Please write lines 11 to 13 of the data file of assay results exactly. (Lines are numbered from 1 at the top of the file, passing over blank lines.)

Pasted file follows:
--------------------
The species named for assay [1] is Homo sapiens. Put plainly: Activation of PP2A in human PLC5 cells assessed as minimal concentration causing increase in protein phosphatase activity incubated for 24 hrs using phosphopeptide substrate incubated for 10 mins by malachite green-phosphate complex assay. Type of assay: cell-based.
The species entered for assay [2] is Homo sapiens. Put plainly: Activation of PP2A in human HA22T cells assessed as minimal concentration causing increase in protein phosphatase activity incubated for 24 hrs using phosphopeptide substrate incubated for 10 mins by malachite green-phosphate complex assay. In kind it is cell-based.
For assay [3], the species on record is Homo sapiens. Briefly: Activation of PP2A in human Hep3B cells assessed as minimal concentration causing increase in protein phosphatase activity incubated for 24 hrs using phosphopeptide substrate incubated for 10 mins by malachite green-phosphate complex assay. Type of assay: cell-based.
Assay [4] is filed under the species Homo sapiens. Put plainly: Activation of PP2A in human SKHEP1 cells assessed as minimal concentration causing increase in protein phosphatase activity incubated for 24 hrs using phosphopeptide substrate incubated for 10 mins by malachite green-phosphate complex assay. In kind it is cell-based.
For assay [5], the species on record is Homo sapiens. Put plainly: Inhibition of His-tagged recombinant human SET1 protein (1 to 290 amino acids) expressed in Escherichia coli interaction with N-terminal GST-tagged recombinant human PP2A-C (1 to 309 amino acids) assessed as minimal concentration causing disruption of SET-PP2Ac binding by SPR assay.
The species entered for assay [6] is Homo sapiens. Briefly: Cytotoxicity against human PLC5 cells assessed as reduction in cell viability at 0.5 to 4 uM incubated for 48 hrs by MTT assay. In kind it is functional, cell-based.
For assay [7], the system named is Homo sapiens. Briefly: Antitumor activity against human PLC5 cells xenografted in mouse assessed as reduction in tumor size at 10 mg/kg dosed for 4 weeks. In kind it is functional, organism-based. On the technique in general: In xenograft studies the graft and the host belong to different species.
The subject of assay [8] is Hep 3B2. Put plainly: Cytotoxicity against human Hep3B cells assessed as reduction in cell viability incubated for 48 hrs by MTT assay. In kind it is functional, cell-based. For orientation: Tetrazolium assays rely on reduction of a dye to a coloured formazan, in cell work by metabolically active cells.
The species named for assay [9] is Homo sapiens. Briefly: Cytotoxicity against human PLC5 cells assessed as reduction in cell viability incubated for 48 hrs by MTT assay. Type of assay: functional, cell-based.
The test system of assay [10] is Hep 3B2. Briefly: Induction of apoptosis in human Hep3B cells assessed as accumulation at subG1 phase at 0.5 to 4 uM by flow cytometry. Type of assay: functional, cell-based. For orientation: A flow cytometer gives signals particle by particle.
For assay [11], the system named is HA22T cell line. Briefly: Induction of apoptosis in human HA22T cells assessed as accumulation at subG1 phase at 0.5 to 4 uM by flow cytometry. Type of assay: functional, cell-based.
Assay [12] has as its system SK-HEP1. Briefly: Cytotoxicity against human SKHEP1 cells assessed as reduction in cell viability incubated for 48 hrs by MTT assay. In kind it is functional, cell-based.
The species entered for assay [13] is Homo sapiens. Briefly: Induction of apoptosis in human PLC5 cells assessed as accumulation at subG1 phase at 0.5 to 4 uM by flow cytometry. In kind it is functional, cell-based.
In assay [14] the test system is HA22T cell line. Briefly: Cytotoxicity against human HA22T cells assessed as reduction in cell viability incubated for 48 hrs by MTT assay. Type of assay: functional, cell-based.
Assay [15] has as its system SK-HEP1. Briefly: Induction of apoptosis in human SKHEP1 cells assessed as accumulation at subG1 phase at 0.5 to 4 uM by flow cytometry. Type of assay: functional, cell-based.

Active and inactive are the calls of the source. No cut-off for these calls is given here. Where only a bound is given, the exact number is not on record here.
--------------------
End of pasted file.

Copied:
For assay [11], the system named is HA22T cell line. Briefly: Induction of apoptosis in human HA22T cells assessed as accumulation at subG1 phase at 0.5 to 4 uM by flow cytometry. Type of assay: functional, cell-based.
Assay [12] has as its system SK-HEP1. Briefly: Cytotoxicity against human SKHEP1 cells assessed as reduction in cell viability incubated for 48 hrs by MTT assay. In kind it is functional, cell-based.
The species entered for assay [13] is Homo sapiens. Briefly: Induction of apoptosis in human PLC5 cells assessed as accumulation at subG1 phase at 0.5 to 4 uM by flow cytometry. In kind it is functional, cell-based.